August 23, 2019

Tenth Circuit: Employees Constituted Management and Therefore Did Not Consent to Arbitration Under the Collective Bargaining Agreement, Which Was Aimed at Non-Management Employees

The Tenth Circuit Court of Appeals published its opinion in Communication Workers of America v. Avaya on Tuesday, September 11, 2012.

In March 2010, Communication Workers of America (CWA) commenced a union organizing drive aimed at Avaya “backbone engineers.” Avaya objected to the drive. A Neutrality Agreement (appended to the parties Collective Bargaining Agreement), governed union organizing efforts aimed at “non-management employees.” Avaya argued its backbone engineers were management, and refused arbitration. CWA filed a complaint in District Court to compel arbitration. After cross-motions for summary judgment, the District Court granted CWA’s motion to compel arbitration. Avaya appealed.

The Tenth Circuit stated the case required reconciliation of two competing principles: (1) courts must evaluate the threshold question of whether the parties consented to arbitration; versus (2) courts making this determination are not to rule on the merits of the underlying claims. The Tenth Circuit concluded that the Court’s duty to determine whether the parties intended the dispute to be arbitrable trumps its duty to avoid reaching the merits.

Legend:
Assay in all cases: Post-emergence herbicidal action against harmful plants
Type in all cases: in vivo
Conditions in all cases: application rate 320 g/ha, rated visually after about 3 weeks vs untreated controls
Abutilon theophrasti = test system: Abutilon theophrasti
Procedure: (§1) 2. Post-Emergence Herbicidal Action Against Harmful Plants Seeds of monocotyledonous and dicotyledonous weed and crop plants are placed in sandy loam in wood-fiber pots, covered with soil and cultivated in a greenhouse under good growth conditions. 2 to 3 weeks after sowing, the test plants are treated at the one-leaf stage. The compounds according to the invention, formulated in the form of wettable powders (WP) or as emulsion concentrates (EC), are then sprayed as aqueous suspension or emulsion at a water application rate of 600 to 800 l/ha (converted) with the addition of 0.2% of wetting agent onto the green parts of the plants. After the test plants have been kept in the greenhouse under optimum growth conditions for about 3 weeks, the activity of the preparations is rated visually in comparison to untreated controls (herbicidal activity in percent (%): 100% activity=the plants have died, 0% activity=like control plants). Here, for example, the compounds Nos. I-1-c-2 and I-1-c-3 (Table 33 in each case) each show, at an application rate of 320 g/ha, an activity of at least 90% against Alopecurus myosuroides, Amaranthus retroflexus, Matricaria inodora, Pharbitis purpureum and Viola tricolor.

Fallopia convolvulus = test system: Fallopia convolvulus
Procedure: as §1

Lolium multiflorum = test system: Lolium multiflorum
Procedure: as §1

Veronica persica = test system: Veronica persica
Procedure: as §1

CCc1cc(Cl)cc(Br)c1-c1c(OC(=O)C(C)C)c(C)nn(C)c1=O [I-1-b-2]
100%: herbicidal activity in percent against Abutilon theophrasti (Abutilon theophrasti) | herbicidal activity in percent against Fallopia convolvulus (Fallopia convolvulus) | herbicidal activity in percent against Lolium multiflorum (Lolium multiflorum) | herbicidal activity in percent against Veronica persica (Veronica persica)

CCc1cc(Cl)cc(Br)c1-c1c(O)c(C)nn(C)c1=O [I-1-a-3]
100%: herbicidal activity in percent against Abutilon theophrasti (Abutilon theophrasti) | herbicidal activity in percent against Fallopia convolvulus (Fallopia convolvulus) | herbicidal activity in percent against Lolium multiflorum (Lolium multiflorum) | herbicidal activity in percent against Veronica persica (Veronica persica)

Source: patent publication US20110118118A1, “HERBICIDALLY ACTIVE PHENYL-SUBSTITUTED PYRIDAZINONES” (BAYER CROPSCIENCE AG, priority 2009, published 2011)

Without a judicial determination of arbitrability, the scope of the arbitration clause was determined by the pleadings. The Tenth Circuit concluded the record was clear that Avaya employees constituted management. Accordingly the record showed the parties never consented to submit the dispute of the backbone engineers to arbitration. REVERSED and REMANDED.

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